There were only five penalties in rugby league’s Origin 1 on Wednesday night, but buckle up for 25-30 penalties at Suncorp tomorrow night through the whistle of Marius van der Westhuizen.
The South African has control of the first of three Tests between the Wallabies and Ireland that brings in two of the world’s best rugby sharpshooters head-to-head – Wallaby Bernard Foley, and Ireland’s Jonathan Sexton.
Foley has chalked up 543 points from 55 Tests, at an average of 9.87 points a game, while Sexton has scored 683 points from 79 for an 8.64 average.
The breakdown shows the Wallabies are more likely to score tries, with Foley converting 106, to Sexton’s 88.
But Sexton clearly leads the successful penalty count by landing 150 to Foley’s 86.
With van der Westhuizen a renowned penalty giver, that stat should prove to the Wallabies to remain disciplined tomorrow night, or pay the penalty – literally.
Penalties aside, tomorrow night will be the perfect litmus test to see how the Wallabies are shaping up.
Ireland were mighty impressive in capturing the 2018 Six-Nations, taking the men in green to world number two behind the men in black.
The Wallabies are ranked four behind England, and with hooker Brandon Paenga-Amosa, backrower Caleb Timu, and benchman Peter Samu all set to make their international debuts, there are three new Wallaby faces with the rugby world at their feet.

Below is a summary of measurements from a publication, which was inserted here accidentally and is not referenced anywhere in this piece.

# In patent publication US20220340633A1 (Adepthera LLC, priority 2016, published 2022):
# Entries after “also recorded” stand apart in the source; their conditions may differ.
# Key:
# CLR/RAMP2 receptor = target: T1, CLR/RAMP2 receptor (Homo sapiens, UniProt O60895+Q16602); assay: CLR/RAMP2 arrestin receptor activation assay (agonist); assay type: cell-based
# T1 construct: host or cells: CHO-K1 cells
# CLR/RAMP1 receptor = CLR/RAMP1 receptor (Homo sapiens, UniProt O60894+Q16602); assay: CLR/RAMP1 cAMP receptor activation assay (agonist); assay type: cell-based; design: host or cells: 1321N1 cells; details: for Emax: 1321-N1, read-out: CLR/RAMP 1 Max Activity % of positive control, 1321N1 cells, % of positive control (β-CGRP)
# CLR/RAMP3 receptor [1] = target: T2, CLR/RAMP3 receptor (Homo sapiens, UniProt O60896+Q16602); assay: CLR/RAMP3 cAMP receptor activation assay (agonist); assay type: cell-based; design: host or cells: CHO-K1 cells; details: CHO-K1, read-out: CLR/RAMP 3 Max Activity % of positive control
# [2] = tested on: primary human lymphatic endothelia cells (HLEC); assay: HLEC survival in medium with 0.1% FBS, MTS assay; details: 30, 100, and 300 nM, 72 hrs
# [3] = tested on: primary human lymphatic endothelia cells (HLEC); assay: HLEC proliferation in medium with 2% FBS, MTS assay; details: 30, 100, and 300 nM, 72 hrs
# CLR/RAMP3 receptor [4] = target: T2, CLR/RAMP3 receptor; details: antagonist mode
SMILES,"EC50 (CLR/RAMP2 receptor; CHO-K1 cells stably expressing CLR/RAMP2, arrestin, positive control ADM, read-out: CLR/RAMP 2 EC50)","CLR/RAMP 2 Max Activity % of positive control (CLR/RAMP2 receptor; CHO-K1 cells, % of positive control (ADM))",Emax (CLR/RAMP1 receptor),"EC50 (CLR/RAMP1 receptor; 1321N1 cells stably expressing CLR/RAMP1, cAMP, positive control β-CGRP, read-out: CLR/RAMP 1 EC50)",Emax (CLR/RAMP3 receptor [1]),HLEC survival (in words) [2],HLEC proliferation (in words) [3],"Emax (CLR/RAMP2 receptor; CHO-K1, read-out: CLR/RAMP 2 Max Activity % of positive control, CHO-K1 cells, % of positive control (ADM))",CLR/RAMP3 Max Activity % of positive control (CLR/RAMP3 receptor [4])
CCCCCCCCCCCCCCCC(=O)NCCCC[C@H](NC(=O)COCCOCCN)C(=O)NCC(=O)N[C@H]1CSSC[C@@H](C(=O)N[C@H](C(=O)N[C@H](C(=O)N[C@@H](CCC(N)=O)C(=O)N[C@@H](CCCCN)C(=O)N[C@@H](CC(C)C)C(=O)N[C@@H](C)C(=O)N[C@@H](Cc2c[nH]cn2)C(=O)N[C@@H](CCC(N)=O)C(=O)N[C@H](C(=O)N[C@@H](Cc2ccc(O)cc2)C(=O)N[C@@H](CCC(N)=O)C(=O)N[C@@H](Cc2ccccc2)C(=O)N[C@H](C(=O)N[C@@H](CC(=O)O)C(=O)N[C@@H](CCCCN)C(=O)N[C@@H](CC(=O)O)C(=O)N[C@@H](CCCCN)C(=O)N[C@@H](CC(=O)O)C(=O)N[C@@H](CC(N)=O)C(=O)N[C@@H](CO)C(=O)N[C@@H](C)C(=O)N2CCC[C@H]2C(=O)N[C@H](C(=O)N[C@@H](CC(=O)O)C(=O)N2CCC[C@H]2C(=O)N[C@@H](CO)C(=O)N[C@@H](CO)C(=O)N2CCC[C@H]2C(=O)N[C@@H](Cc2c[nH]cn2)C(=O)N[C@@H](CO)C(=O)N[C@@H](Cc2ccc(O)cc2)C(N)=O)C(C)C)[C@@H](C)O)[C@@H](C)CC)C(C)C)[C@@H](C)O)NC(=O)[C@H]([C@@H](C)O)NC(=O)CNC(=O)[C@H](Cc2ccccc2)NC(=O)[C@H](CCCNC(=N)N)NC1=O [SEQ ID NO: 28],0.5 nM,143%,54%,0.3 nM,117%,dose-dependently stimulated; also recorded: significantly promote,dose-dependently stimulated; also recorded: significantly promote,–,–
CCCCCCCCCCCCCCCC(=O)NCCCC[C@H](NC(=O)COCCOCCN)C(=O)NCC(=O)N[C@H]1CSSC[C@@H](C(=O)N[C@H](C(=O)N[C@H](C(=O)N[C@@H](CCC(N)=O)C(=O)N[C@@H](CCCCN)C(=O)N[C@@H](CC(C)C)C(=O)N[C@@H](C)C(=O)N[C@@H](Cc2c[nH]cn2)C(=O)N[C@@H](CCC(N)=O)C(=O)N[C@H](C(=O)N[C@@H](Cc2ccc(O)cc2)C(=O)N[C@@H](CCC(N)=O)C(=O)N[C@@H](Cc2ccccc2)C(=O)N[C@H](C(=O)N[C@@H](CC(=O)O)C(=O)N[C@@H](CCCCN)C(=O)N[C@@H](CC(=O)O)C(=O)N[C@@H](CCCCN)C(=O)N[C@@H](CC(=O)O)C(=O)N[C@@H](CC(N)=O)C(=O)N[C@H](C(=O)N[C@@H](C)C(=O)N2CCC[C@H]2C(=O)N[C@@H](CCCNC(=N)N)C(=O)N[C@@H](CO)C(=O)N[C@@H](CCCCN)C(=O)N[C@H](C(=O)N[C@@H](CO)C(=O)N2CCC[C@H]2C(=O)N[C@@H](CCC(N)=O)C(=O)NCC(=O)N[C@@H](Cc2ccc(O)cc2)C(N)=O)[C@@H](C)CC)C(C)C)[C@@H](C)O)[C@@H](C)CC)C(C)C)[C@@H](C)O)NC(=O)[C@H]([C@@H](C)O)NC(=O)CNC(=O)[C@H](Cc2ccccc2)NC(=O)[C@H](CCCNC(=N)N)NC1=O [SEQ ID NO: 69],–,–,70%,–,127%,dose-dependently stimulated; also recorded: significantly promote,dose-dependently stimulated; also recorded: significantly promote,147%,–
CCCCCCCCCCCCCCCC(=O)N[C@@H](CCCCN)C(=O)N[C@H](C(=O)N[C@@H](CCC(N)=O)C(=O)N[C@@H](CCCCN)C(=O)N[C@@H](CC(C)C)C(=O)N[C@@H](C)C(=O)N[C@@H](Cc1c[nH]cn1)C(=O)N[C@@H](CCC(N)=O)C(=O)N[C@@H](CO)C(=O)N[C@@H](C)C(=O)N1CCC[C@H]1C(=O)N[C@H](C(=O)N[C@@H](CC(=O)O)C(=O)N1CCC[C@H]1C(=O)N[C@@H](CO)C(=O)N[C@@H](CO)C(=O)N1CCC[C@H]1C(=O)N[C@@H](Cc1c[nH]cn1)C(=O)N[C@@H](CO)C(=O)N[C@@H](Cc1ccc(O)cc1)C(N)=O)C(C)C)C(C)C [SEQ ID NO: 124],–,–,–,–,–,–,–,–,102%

It’s a changing world with Paenga-Amosa and Timu both Auckland born, but became Wallabies via vastly different backgrounds – Paenga-Amosa was a garbo, Timu a Bronco.
But both have physical clout – Paenga-Amosa’s 183 cms and 117 kgs, Timu 190 and 117.
How consistently Paenga-Amosa finds his lineout men, and how smoothly Timu links with David Pocock and Michael Hooper in the backrow will both be critical.
There’s no doubt the Wallabies can upset Ireland, providing they are disciplined, retain possession, and tackle to let the high quality backs cut loose.
Once Will Genia, Foley, Kurtley Beale, and Samu Kerevi set up a rampaging Israel Folau by either slick passing, or kick passing, Ireland won’t know what’s hit them.
The knockers will say the Wallabies are far too hot and cold to beat such a quality side, and in many ways they are right.
But when the Wallabies pull on a gold jersey, you expect them to play up to, or near their best which is good enough to win.
Anything less, then punt the offenders to find those who will do the job they are very well paid to do.
Come tomorrow night, let it be golden.